Web Application Hosting Models
Cloud or Webservers at an affordable price

Our preference is to only commit to cloud infrastructure once it is clear that scalability at the cost we can afford is there. We deploy our own applications on lightweight IIS servers at a low cost with a SQL Server backend more than capable of supporting fair TRAFFIC APIs.

We can work with different hosting models

We can think of hosting in three different ways;

Whilst these different hosting models ostensibly do the same thing, we as technology solutions providers think of them in two main ways;

We could try to map out a grid comparing costs, benefits, and features but it makes sense to explain.


When we think of cost, we know that cloud hosting has the potential to get expensive very quickly, but for many clients, the vast amount of features, control, and scalability outweigh the costs. Our own website is currently hosted in shared hosting. We built quite a lot of extra sophistication into our platform to add extra performance and lower hosting costs. Dedicated hosting, can be thought of as middle tier, it can also get expensive quickly, but working with the raw server is still preferable to many.

In many scenarios, using cloud based hosting can be a cheaper option than dedicated hosting. Those with less capabilities in deploying and managing infrastructure can use in built services too have a halfway-house between more sophisticated scenarios. Typically, larger enterprises are still going to benefit by having on premise infrastructure.

For this reason, we cannot give clear guidance on how to determine whether a client should have cloud/dedicated/shared hosting.

We recommend performing something like RAID analysis, cost benefit analysis, or creating a requirements document. Start ups and smaller businesses should start small but think in terms of being able to upscale as the business grows. Again, using cloud based solutions may be an option for smaller entities. However, even for these small sized companies, even a few thousand pounds may be too much to pay.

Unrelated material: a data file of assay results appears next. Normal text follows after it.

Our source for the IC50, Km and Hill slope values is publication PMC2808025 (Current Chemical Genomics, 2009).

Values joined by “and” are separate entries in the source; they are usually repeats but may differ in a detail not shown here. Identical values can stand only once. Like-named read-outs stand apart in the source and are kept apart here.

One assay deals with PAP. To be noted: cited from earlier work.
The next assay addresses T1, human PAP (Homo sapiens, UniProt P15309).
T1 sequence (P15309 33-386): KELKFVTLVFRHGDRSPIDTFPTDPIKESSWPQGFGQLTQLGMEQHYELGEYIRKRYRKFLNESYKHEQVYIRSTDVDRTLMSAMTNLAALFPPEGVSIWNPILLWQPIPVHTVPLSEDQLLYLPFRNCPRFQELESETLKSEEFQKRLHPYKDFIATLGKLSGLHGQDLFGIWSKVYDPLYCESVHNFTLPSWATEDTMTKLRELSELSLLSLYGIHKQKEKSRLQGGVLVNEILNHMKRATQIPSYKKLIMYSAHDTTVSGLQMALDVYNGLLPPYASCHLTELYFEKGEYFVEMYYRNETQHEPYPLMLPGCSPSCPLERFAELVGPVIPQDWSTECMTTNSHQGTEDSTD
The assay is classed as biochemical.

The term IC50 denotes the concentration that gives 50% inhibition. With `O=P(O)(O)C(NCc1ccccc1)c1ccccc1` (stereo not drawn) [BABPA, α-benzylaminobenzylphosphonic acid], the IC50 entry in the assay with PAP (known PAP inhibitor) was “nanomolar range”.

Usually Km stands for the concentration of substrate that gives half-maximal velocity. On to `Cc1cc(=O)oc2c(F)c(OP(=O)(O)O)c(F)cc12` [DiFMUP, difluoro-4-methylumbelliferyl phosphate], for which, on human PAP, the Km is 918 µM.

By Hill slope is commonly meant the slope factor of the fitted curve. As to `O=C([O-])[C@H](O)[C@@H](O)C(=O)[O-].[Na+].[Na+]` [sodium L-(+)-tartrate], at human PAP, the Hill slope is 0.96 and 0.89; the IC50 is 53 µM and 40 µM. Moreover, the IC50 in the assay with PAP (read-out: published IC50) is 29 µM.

Philosophy is really about thinking how you want to develop your applications and services. Cloud hosting offers many methods to quickly deploy value to your customers. You could set up an endpoint that can pass data to a machine learning model and return a predicted result. One challenge with cloud hosting is each provider is very specific. The more of their features you use, the harder it could be to move to a different platform. Your software solution architecture is coupled closer to the cloud hosting provider. The property platform findigl runs quite a bit of its data processing from some desktop pcs - we can easily migrate this technology to bigger architectures.

Something else to ponder too. When developing software, we can dramatically reduce the lines of code as cloud providers can take care of application exception handling and logging.

In many ways philosophy is to do with the aspiration of the solutions team and product owner. How can the vision of the commercial solution The implemented with the different types of hosting models. We hear quite a lot about lean development. We tend to think of lean as keeping the employee footprint low, having intelligent software that is more dynamic. Other companies may feel that it is better to build software in a domain based approach - Meaning larger codebases and more maintenance, but closely coupled to specific business requirements.

One important consideration with philosophy,

Standard IIS Windows Server Web API hosting

IIS is the acronym for Internet Information Services. It is the set of feature extension modules that are created by Microsoft. IIS is an integral part of the Windows Server products. It supports the Hyper Text Transfer Protocol (HTTP), File Transfer Protocol (FTP), Simple Mail Transfer Protocol (SMTP) etc.